World of Leisure: The Middle East + Europe
Many perspectives shape leisure in the region. But there’s common ground in customers’ desire for a rich mix of experiences.
Leisure is viewed from many different perspectives across the Middle East and Europe, reflecting differences in aesthetic preferences, social patterns, economic and political factors, climate, and the details of government rules and regulations. What is standard practice in Kuwait City may not be in London, and vice versa. “Even so, there’s considerable common ground,” says Gensler’s Jon Tollit. “Leisure clientele expect that culture, entertainment, shopping, hospitality, and other uses will come together as real places that support their lifestyle.”
New ambitions, paired with minimal regulation in the Middle East, trigger rapid growth.
Shoppers in the UK are choosing brands that offer a good customer experience and first-rate service.
Hospitality brands, facing rising customer expectations, have to up their game to compete.
Urban-scale mixed-use development is the norm in cities like Doha and Moscow—often achieved at a faster pace than is possible in London and elsewhere in Western Europe. “The scale and speed are mind-boggling,” says Philip Gillard. Along with addressing all of the variations in requirements, the design challenge is to tailor the setting to the location and the experience to the expectations of the local market. “The Gulf cities—Abu Dhabi, Doha, Dubai, and Kuwait City—are as different from each other as London is from Paris, Berlin, or Budapest. What works well in one could fall flat in another.” So while the Middle East pace reflects projects led by state enterprises or investors, there’s an awareness that the community will vote with its feet if the decision-makers get it wrong. “As designers, we put a lot of effort into getting the pieces right,” adds Gillard.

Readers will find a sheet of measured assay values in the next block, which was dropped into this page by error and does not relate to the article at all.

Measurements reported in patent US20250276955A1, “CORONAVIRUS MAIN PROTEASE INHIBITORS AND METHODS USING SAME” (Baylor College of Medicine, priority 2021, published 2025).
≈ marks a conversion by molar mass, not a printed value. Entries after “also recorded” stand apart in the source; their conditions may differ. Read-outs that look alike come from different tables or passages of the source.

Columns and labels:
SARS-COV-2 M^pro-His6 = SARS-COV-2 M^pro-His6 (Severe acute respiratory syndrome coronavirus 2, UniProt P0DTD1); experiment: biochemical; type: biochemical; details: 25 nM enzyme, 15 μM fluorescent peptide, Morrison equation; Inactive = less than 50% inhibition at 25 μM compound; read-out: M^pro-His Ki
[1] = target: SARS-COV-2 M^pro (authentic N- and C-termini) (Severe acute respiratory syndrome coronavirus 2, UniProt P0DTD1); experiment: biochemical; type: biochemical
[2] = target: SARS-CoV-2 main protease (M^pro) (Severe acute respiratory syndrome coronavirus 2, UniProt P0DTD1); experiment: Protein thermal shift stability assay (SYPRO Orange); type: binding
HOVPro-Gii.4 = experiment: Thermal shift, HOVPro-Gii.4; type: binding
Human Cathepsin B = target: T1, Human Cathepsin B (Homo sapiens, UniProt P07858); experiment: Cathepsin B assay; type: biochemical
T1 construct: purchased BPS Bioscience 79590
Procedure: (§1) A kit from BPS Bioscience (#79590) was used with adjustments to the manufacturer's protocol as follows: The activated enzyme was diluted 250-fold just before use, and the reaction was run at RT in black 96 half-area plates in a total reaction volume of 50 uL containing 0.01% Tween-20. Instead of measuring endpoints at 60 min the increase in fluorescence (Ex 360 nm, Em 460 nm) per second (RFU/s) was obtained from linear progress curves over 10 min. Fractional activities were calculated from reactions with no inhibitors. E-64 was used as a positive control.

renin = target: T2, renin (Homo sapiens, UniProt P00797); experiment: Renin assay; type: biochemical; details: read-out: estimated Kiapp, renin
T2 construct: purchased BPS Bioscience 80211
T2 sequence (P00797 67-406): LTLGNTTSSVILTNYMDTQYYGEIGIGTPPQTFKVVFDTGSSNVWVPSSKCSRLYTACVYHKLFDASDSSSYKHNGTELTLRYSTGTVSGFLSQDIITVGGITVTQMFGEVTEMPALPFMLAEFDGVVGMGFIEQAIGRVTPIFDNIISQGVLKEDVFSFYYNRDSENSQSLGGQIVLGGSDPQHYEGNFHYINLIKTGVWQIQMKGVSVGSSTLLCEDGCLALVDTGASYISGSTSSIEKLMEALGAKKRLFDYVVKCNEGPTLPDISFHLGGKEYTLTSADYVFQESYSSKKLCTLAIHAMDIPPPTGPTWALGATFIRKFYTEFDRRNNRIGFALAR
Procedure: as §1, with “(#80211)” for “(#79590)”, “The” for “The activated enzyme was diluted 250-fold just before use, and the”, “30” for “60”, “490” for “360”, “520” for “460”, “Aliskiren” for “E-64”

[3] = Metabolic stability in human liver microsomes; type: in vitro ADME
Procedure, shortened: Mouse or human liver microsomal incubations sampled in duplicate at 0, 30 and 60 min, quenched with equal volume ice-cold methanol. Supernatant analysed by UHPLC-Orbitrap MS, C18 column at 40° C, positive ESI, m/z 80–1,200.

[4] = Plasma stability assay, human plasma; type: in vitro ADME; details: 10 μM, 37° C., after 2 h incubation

Regenerating a city district
These days, Gillard is focused on Msheireb Downtown Doha, a 31-hectare (77-acre) mixed-use development. Gensler is executive architect and one of several design architects for the current phase of the project, which is regenerating a district of the city as a collection of walkable, multi-use neighborhoods. Leisure figures heavily in the mix, with three retail centers, street-level shops, two hotels, and mostly low-rise traditional residences, in addition to new office space.
Developer Msheireb Properties is tapping into a renewed desire by people to live in transit-served urban areas with a rich variety of restaurants, entertainment, and cultural activities. The district’s retail centers, however, still require generous drop-off areas at the entrances for the large numbers of people who tend to drive everywhere. Placemaking is a key element too, with a network of shaded squares, courtyards, and streets. “You have the ability to stop, sit, and watch the world go by. That feels familiar,” Gillard says.
Translating hospitality brands
These are interesting times for hospitality in the Middle East and Europe, says José Sirera. “As global brands enter the market, they face a high level of sophistication, rising guest expectations, and growing competition. Even brands with strong global reputations must provide something new and different.” One result is that when brands travel to the Middle East, they tend to go up market. In Riyadh, for example, Gensler is designing a hotel for a typical three- or four-star brand. However, in Riyadh it will be five stars, Sirera notes. Premium room rates associated with recognized hotel brands outside their home markets are one reason. “People want to get the maximum ROI,” he explains. “When they choose a branded hotel overseas, they expect that it will have a conference center, a proper gym or spa, a concierge floor, and a swimming pool—all of the facilities and amenities, in other words, that put it in the five-star category.”